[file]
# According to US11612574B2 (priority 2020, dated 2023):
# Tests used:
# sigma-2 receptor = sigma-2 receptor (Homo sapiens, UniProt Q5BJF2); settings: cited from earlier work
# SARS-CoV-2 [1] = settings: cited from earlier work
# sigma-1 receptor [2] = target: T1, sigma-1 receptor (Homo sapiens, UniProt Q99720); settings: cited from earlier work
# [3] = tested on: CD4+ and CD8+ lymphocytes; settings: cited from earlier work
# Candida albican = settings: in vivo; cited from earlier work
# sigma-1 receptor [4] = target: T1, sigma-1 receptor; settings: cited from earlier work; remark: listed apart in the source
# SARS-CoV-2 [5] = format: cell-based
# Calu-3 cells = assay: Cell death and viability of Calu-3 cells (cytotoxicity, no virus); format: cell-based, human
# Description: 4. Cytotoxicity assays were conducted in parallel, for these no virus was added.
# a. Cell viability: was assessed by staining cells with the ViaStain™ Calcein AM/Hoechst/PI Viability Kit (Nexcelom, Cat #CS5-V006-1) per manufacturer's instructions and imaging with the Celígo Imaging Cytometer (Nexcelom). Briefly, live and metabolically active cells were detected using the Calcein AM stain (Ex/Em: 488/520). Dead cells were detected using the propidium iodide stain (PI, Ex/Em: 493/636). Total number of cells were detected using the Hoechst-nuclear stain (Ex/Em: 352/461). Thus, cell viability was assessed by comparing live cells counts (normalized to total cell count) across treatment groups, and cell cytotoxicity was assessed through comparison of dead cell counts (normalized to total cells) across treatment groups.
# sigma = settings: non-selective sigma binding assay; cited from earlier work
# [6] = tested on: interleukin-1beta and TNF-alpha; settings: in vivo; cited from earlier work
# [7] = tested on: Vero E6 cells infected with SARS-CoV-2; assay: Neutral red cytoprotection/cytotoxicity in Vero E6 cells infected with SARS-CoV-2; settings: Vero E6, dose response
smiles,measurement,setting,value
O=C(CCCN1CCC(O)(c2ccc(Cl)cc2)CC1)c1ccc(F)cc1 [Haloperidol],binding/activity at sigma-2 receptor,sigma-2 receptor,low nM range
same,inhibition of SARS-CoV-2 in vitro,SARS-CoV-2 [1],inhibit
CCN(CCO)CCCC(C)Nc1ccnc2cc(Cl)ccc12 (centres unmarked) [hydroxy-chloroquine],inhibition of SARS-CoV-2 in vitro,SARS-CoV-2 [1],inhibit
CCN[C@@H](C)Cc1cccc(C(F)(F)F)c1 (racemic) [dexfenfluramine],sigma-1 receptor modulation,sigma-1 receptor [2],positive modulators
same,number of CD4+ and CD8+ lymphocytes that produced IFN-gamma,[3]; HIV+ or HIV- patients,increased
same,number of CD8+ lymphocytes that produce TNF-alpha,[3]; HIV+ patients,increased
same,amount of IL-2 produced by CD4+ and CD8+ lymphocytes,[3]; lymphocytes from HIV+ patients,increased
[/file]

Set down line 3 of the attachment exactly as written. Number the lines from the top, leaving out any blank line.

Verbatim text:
# sigma-2 receptor = sigma-2 receptor (Homo sapiens, UniProt Q5BJF2); settings: cited from earlier work